“The majority of new arrivals from India work in the construction, marine and process sectors and they live in the dormitories,” Lawrence Wong, co-chair of Singapore’s Covid task force, said last month, adding that quarantine upon arrival could not fully prevent “leaks”.

“If such a leak were to happen among new Indian arrivals working in these sectors then a new strain may get leaked into the dormitory and, worse, even recovered or vaccinated workers may get infected and then we may see new clusters emerging again in our dormitories,” he said.

Authorities have since identified a new cluster at Changi airport that could involve the more easily transmissible B. 1.617.2 coronavirus variant that was first discovered in India. A separate cluster at a Singaporean hospital includes cases with this variant.

Migrant workers residing in dormitories account for almost 90 per cent of the country’s total number of infections so far. But tightening border controls with countries such as India will heavily impact productivity and profits in the marine sector. The sector is vital for a transshipment and bunkering hub such as Singapore, whose port is essential to a small city state with an open economy. The authorities are all too well aware of that — its economy plunged into recession last year during the pandemic, with gross domestic product contracting 5.4 per cent in 2020.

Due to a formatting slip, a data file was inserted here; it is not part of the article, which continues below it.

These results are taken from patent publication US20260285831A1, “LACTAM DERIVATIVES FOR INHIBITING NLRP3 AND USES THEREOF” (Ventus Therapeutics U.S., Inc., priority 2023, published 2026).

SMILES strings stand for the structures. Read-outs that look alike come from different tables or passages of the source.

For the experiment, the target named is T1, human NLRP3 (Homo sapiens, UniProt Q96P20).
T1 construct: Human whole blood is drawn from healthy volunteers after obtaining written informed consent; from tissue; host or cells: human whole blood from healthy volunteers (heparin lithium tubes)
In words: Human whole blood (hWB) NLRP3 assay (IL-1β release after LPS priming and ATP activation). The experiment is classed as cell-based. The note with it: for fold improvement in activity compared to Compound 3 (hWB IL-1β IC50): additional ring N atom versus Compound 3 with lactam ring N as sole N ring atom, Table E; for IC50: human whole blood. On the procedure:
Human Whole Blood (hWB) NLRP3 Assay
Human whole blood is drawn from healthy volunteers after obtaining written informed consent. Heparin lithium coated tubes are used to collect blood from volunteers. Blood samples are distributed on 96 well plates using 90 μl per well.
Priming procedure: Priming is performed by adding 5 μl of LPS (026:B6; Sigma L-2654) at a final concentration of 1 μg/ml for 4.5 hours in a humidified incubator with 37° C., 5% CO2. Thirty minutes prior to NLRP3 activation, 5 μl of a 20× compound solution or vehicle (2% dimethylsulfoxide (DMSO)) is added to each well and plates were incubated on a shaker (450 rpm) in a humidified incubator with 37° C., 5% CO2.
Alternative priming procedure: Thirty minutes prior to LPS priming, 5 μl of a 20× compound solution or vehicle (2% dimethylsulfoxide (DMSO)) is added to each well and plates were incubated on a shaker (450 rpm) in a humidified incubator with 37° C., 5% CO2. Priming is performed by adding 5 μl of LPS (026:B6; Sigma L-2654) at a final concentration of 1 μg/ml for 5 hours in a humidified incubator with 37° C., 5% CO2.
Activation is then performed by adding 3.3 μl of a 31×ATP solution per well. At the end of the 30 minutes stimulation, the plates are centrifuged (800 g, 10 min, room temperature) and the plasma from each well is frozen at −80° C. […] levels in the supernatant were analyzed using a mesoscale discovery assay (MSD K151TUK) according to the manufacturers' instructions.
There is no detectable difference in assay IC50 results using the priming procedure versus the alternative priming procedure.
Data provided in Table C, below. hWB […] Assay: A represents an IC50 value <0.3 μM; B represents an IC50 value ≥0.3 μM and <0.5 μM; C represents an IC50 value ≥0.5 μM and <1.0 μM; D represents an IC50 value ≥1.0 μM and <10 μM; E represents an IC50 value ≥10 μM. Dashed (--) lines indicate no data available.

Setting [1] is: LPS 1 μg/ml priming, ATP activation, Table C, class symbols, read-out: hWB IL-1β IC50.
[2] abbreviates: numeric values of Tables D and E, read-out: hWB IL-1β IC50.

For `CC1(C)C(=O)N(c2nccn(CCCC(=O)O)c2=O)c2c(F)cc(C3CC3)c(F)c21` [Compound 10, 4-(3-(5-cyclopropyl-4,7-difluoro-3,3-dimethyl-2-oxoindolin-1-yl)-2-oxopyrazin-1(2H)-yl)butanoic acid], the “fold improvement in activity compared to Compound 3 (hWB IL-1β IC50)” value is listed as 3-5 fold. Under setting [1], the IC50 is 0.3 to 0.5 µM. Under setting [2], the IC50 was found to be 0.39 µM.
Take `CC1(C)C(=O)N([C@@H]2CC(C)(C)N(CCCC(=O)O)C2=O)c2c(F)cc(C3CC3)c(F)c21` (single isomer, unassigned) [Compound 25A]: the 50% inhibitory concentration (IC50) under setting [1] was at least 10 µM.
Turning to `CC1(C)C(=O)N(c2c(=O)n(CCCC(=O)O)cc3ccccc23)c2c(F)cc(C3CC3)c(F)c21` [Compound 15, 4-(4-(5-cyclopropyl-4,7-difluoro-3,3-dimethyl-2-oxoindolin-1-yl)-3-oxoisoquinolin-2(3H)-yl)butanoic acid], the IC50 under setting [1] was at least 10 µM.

“Foreign workers account for as much as three-quarters of labour in the marine sector,” said Chua Hak Bin, senior economist at Maybank, adding that a drop in migrant worker arrivals would “drive wages higher and squeeze the margins for many of these foreign labour-reliant industries”. 

Low-wage work permit holders (including domestic, marine and construction workers) make up the bulk of Singapore’s international workforce, which in turn accounts for a fifth of the city’s 5.7m population.

Column chart of composition of workforce from overseas ('000s) showing the bulk of Singapore's foreign workers are low-paid permit holders

Singapore has been trying to reduce reliance on foreign labour. But the labour shortage due to Covid has been so severe that earlier this month the manpower ministry said it would increase foreign worker levy rebates in the construction, marine shipyard and process sectors from S$90 ($68) to S$250 ($188) per month per work permit holder.